Down the Memory Hole
The Pentagon sits on the documents of the Saddam Hussein regime.
Dec 19, 2005, Vol. 11, No. 14 • By STEPHEN F. HAYES
FOR THE SECOND TIME IN recent weeks the Department of Defense has denied a request from The Weekly Standard to release unclassified documents recovered in postwar Iraq. These documents apparently reveal, in some detail, activities of Saddam Hussein's regime in the years before the war. This second denial could also be the final one: According to two Pentagon sources, the program designed to review, translate, and analyze data from the old Iraqi regime may be shuttered at the end of December, not just placing the documents beyond the reach of journalists, but also making them inaccessible to policymakers.
As a consequence, the ongoing debate over the Iraq war and its origins is taking place without crucial information about the former Iraqi regime and its relationships with presumed U.S. allies and known U.S. enemies. Despite the determined shredding and burning efforts of regime officials in the dying days of Saddam Hussein's government, much of this information still exists--in handwritten documents, in videotapes and audiotapes, in photographs and satellite images, on computer hard drives. All told, the U.S. government has in its possession more than 2 million "exploitable" items from the former Iraqi regime (the intelligence community's term of art for information it thinks might be useful). According to sources with knowledge of the project, now two and a half years old, only 50,000 documents have been translated and fully exploited. Few of those translated documents have been circulated to policymakers in the Bush administration. And although one of the translated documents was leaked to the New York Times last summer, none of the others has been released, formally or informally.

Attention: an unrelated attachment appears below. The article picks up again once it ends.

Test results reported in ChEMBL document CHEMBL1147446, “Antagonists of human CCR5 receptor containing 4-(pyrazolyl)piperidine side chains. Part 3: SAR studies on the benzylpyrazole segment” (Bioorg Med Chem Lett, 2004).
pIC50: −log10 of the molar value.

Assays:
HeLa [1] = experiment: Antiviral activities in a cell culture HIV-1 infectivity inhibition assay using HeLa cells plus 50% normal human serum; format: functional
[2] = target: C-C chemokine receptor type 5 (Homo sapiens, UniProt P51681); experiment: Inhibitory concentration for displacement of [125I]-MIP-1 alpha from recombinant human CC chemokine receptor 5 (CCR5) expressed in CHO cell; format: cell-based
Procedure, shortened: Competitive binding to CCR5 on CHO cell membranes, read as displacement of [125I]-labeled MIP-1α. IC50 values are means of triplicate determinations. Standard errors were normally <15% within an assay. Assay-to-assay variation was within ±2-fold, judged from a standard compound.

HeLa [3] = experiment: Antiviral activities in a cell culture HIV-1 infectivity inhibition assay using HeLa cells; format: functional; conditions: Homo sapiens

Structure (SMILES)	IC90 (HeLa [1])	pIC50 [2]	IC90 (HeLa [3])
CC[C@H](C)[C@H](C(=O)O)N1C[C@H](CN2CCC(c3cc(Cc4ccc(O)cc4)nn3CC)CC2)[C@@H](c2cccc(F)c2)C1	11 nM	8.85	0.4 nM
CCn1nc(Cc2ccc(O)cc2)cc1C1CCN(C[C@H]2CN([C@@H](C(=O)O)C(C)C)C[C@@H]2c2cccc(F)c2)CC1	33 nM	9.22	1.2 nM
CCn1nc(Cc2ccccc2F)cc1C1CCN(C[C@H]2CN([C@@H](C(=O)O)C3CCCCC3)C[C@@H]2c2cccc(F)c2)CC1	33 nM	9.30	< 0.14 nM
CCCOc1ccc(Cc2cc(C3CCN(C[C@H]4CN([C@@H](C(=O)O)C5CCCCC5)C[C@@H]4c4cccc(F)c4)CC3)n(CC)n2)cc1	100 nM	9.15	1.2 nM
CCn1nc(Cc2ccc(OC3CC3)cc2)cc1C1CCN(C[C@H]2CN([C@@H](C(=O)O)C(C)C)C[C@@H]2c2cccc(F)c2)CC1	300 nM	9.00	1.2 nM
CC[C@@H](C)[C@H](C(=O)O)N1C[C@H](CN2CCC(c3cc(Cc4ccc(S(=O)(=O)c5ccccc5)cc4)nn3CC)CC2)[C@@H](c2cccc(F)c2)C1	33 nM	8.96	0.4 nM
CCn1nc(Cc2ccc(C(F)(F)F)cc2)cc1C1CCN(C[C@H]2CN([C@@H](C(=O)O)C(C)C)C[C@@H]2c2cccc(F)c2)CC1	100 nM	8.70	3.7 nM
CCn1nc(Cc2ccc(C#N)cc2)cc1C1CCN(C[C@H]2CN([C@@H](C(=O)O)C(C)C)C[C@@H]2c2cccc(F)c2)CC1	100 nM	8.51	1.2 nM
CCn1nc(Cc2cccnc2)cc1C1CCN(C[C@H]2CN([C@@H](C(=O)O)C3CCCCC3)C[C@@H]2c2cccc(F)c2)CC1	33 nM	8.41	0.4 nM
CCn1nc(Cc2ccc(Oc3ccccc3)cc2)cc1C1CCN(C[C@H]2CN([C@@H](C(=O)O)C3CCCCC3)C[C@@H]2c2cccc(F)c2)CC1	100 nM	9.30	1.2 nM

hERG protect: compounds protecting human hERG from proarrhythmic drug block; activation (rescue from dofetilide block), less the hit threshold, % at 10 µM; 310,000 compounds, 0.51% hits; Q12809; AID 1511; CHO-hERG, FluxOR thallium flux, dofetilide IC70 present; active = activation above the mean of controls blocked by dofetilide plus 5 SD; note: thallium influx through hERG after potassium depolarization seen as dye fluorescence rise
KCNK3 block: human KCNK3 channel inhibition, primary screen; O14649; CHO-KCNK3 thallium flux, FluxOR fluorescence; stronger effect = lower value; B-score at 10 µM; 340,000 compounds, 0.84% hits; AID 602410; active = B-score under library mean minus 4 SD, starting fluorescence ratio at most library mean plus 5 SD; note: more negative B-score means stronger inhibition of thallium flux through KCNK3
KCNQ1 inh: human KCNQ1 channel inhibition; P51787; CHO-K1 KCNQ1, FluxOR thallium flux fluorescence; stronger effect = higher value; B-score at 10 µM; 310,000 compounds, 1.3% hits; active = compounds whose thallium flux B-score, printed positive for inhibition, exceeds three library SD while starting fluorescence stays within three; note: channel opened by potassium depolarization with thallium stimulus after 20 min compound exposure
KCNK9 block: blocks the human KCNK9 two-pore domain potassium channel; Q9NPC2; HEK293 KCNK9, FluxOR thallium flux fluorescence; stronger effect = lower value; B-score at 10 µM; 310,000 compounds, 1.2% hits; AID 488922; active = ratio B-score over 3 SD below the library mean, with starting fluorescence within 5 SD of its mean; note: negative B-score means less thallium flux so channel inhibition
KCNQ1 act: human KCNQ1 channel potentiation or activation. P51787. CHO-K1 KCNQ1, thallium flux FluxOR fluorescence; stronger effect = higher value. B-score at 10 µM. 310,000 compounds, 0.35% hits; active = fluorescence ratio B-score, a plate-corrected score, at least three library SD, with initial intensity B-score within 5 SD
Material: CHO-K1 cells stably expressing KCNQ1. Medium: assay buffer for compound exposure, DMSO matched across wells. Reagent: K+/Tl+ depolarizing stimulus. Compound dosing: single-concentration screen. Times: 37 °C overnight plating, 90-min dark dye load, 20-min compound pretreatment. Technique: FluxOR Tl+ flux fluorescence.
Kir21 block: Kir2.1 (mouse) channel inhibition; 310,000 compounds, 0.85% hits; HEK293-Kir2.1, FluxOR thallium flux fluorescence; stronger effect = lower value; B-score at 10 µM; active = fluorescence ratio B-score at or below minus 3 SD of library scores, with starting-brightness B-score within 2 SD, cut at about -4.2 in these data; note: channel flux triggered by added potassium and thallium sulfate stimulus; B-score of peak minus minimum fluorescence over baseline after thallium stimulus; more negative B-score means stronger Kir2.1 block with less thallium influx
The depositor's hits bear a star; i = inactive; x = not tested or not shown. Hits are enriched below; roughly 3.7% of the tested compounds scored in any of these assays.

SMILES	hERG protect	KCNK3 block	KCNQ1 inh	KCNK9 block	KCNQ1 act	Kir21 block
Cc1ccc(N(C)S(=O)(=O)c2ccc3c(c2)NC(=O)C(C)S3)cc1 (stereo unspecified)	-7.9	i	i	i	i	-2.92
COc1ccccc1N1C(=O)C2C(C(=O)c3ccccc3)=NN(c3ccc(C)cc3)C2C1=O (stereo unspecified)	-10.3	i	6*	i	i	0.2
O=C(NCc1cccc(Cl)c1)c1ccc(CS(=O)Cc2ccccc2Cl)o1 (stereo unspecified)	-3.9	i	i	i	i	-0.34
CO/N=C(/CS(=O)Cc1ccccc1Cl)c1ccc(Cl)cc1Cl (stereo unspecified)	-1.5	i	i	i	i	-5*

The result: Much of today's debate about the threat posed three years ago by Saddam Hussein's Iraq is based on past assessments by U.S. intelligence agencies that we now know had no real sources on the ground in Iraq. The Bush administration seems remarkably uninterested in discovering, now that we have reams of material from Saddam's regime, what the actual terror-related and WMD-related activities of that regime were. But as the political debate of recent weeks makes clear, answering these questions remains central to the debate over the war. More important, it cannot be the case that there's nothing helpful to the ongoing war on terror in these files.